By Debby Schamber

For the Record

Travis Obrian Collins, 30, of Orange, entered the plea of guilty Thursday on two counts of intoxication manslaughter before 128th District Court Judge Courtney Arkeen for the May 2015 deaths of Riley and Emily Portie. 

Jury selection will begin July 26 and they will determine his fate. Intoxication manslaughter is a second degree felony and is punishable by up to 20 years in prison. Assistant District Phillip Smith could request the sentence be enhanced by certifying the vehicle as a deadly weapon which could result in a longer prison sentence for Collins. 

The charges stem from an incident when officers were called to a wreck scene near the intersections of 12th and Park Streets. When officers arrived they observed a white Dodge 2500 pickup truck on top of a 2011 Harley Davidson motorcycle. The occupants of the motorcycle, Riley Portie, 54, and his 50-year-old wife, Emily, were crushed under the pickup truck. They were pronounced dead at the scene. 

Skid marks and gouges in the roadway indicated both vehicles were headed west on Park Street at the Rail Road Crossing. The truck collided with the motorcycle on the west side of the crossing and both vehicles came to rest near the 12th Street intersection, according to the probable cause affidavit. 

The brother of Travis Collins, Gregory Collins, was a passenger in the pickup truck at the time of the wreck. He reported his brother had been driving “really bad”  and leading up to the wreck had ran the nearby stop sign at 10th and Park Streets. He further stated Travis Collins drove over the railroad tracks at a high rate of speed and “jumped” the tracks. In addition, Gregory Collins said his brother was “extremely intoxicated” and had been drinking a large amount of alcohol “all day long,” according to the affidavit. 

Travis Collins was taken to a nearby hospital where he was medically cleared. He was then transported to the Orange County Jail and charged.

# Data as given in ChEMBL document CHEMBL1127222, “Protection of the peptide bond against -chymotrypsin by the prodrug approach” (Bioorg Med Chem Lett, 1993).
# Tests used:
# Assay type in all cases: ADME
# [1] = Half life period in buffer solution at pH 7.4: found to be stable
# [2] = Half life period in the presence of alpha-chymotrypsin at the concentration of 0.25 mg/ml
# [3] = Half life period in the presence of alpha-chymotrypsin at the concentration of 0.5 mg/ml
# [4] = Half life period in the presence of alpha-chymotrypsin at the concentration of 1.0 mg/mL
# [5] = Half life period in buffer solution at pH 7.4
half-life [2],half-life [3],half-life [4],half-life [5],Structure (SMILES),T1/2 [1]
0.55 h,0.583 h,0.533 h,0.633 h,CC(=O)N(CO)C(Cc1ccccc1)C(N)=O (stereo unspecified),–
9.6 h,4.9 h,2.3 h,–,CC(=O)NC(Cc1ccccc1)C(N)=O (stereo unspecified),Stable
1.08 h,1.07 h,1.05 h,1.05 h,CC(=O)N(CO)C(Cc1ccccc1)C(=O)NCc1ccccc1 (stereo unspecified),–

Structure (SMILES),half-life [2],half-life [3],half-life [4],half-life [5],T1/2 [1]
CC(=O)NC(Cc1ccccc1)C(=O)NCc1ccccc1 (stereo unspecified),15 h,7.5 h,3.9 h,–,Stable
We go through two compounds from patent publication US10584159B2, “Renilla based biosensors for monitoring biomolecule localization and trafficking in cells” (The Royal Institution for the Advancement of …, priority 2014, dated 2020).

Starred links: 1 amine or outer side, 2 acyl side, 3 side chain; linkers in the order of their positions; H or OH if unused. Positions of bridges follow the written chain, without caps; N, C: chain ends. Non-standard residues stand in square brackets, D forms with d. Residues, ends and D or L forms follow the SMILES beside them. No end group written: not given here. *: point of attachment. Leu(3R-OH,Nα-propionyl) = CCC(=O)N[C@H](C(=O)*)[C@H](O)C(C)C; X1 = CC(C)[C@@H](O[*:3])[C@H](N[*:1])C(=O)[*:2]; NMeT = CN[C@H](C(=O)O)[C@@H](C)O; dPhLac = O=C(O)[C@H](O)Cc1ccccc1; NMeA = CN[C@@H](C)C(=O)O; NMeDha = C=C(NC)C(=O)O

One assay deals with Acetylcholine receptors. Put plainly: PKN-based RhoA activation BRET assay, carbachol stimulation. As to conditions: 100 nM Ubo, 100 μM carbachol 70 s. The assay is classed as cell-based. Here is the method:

Getting the case to trial was met some challenges. The trial was scheduled to occur in August 2016, but it was put on hold after Collins competency to stand trial became an issue. According to court documents, Collins was interviewed by psychologist Dr. Ray Coxe. Collins stated he has been married since 2008 and dropped out of school in the ninth or tenth grade. For the past four years he has worked as a box prepper in light industry at a local refinery. He stated he also worked in the fast food industry but was fired because of conflicts with the law.  

It was the opinion of the doctor, the results of the evaluation show there was ample clinical evidence to raise a challenge to the defendant’s competence to proceed at that time. However, he also stated the limitation of the evaluation is based solely on the impressions and information presented by Collins and his wife without any school or mental health records to back up their claims. 

As a result of the examination, Collins was committed to the North Texas State Hospital in Vernon for observation and/or treatment. Upon further examination, doctors determined he was competent to stand trial. 

“My family and I want a fair trial and justice to be served for such a senseless and avoidable incident,” said Kazzie Portie, son of Riley and Emily Portie.